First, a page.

Volunteers out to help the less fortunate
An estimated 12,000 volunteers performed good deeds on Sunday on the first nationwide Mitzvah Day. Across the country, synagogues, youth organisations and other groups were involved in 250 charitable projects, helping Jews and non-Jews alike.
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Gift wrapping presents at London Jewish Cultural Centre for young patients in Whittington Hospital
Shadow Charities Minister Nick Hurd visited Northwood and Pinner Liberal Synagogue to support the 200 people giving blood in a joint initiative with Northwood United shul.
In total, 450 Northwood Liberal members were involved in the day, prompting Rabbi Hillel Athias-Robles to declare that "in these credit crunch times, it's good to know we can all still do our bit for charity by giving not cash but a little time".
Children from the NPLS religion school provided entertainment for the congregation's senior members as well as working on promotional material for Fairtrade. Other youngsters got together with the confirmation class of a Catholic church to collect over 10 trolley-loads of goods from Waitrose shoppers for donation to the Northwood Live at Home charity.
Another interfaith collaboration was the redecoration of Homeless Action Barnet's drop-in centre by young volunteers from Finchley Reform, Edgware Reform and Alyth with paint supplied by the local parish church. Finchley Reform teens worked in the Oxfam shop in Finchley Central and other congregants cleared and spruced up Victoria Park.
In Muswell Hill, volunteers covered the age scale from two-year-old Aaron Taylor to octogenarian Stella Sandzer as they engaged in activities including a tea party for residents of Rosetree care home, packing donated items for World Jewish Relief, making and delivering sandwiches to a local soup kitchen and tidying up the Dursford recreation ground. In addition, 36 gift boxes were filled with seasonal presents for Barnardo's teenagers and 40 boxes crammed with items donated by Marks & Spencer and Sainsbury shoppers for people in need.
Muslims and Jews cooked up an appetising menu at Westminster Synagogue with the dishes prepared by the culinary team served to an audience of over 150 at an evening featuring musicians and comedians from both religions. Ayesha Hazarika and Josh Howie were the comic turns.
The London Jewish Cultural Centre project to collect gifts for child patients at Whittington Hospital was so well supported that a trolley had to be commandeered from the hospital's post room to take the gifts up to the wards.
Immanuel College in Bushey launched its social action projects for the year at a special assembly for Mitzvah Day. Pupils were urged to bring in food for the needy or to visit a Jewish Care home. Camp Simcha's Ariella Lew asked for help in fulfilling the charity's motto - "Today's treat helps you get through tomorrow's treatment" - by purchasing toys for children in hospital at Chanucah. As a longer-term project, Immanuel's star sandwich-maker, Mossy Wittenberg, announced that each form in turn would prepare sandwich lunches for the local homeless over the academic year.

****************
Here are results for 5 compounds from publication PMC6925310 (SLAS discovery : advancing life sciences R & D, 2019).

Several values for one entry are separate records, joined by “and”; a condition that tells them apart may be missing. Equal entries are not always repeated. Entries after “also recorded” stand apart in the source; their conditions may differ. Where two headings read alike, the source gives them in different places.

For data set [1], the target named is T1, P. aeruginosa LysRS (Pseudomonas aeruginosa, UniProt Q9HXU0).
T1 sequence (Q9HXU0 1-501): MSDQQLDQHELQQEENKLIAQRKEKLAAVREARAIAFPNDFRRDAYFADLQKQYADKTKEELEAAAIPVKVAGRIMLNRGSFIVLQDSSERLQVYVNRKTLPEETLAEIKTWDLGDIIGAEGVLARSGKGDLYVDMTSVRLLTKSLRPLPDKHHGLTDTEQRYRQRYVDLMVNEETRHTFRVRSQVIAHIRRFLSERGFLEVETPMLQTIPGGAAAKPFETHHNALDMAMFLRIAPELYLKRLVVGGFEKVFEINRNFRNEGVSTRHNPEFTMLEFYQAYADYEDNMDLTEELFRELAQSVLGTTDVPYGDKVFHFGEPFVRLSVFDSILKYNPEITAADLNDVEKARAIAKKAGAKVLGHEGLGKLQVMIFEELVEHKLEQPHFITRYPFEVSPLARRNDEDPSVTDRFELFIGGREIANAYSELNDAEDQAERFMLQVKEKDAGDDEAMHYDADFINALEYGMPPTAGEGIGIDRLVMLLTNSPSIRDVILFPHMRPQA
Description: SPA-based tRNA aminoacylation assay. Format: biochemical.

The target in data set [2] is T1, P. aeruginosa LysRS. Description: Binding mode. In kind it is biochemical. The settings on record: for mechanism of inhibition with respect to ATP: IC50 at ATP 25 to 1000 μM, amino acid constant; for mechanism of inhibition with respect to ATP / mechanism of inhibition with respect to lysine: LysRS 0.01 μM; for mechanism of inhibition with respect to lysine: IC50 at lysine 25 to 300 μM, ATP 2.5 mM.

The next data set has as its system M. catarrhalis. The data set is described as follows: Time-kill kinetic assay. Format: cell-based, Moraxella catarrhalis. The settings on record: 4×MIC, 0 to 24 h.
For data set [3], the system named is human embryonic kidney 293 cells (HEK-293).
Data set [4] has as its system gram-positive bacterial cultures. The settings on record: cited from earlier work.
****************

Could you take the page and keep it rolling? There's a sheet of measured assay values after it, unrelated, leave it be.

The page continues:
One hundred adults and 120 children from Wimbledon and District Synagogue visited the elderly in hospital, cooked soup for the Merton homeless drop-in centre, worked in the Mortlake community garden and packed toiletries and school materials for the Separated Child Foundation. Local co-ordinator Marian Conn is already talking about a more ambitious programme next year.
The Separated Child Foundation - helping young refugees who come to the UK on their own - was additionally the focus of Belsize Square religion school. Pupils brought in essentials for welcome packs for the refugee children.
At a Neasden warehouse, 400 volunteers filled 382 boxes with humanitarian aid for World Jewish Relief clients across Eastern Europe. The volunteers, aged from five to 85, sorted thousands of new and nearly new goods donated by individuals, manufacturers and wholesalers.
The charity estimates that the items packed will benefit more than 8,000 people.
Mitzvah Day activities were part of a social action weekend by LJY-Netzer members, organised by 16-year-olds inspired by their experiences on the movement's recent Israel tour. The weekend was based at Southgate Progressive Synagogue and its highlight was a charity ball in aid of the Jewish Council for Racial Equality.
The Gift charity arranged for over 20 shops around London to collect food for Jewish Women's Aid and families in need. More than 100 young volunteers distributed the provisions.
London Mayor Boris Johnson complimented all who had given their time in the capital on "a fantastic job".
In a message of support, Tony Blair noted that "working together for the common good is a core principle of my Faith Foundation's approach to interfaith relations and Mitzvah Day volunteers are setting an example."
Mitzvah Day chair Laura Marks said the response had way exceeded expectations. "It clearly shows that even though times may be tough, there is still huge appetite for charitable works."